Apple sued Samsung last year alleging that some of the South Korean company's smartphones and computer tablets are illegal knockoffs of Apple's iPhone and iPad. Samsung denies the allegations and argues that all companies in the cutthroat phone industry mimic each other's successes without crossing the legal line.
Quinn had been arguing for weeks to allow the jury to see the disputed evidence that purports to show Apple's iPhone being influenced by Sony Corp. designs.
Quinn and the judge had a testy exchange over the evidence on Tuesday before opening statements started. Koh has rejected Quinn's argument on several occasions and grew exasperated with him when he refused to stop arguing the point.
"Mr. Quinn, don't make me sanction you, please," Koh said. "Sit down."
Quinn did take his seat. But hours later, a public relations firm sent out the press release that prompted Apple's demands for sanctions.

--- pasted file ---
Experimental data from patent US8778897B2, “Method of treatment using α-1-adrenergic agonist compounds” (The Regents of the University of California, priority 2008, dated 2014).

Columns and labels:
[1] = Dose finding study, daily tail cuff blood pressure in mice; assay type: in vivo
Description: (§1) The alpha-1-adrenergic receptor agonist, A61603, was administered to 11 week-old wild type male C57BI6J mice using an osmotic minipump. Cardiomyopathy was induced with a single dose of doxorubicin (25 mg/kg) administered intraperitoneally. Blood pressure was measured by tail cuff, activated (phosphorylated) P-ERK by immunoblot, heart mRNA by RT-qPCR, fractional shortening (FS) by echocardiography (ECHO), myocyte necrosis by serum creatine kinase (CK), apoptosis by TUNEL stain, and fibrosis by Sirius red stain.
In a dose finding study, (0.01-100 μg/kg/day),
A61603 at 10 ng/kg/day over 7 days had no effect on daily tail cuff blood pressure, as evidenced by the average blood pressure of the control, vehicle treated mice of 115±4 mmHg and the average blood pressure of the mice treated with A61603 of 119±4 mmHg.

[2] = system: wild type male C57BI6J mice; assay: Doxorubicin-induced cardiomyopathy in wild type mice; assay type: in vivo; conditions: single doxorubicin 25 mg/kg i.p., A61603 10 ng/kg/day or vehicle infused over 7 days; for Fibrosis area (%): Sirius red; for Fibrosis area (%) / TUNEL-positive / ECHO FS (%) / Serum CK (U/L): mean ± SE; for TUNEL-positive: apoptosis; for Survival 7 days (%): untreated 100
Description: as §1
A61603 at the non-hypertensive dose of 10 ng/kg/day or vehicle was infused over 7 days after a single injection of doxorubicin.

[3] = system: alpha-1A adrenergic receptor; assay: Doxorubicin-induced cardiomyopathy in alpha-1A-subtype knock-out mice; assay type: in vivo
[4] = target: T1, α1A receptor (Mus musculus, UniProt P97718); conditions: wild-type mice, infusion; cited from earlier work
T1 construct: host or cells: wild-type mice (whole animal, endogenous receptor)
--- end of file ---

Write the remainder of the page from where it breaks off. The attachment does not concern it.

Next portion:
"The excluded evidence would have established beyond doubt that Samsung did not copy the iPhone design," the release to media stated. "Fundamental fairness requires that the jury decide the case based on all the evidence."
The release also contained website addresses to access the disputed evidence. Those addresses have since been disabled.
Apple claimed the release was designed to taint the jury. Quinn countered that Samsung has a right to release documents that are publicly available.
Koh said she reserves the right to investigate the matter further if new evidence comes to light.
Information from: San Jose (Calif.) Mercury News, http://www.mercurynews.com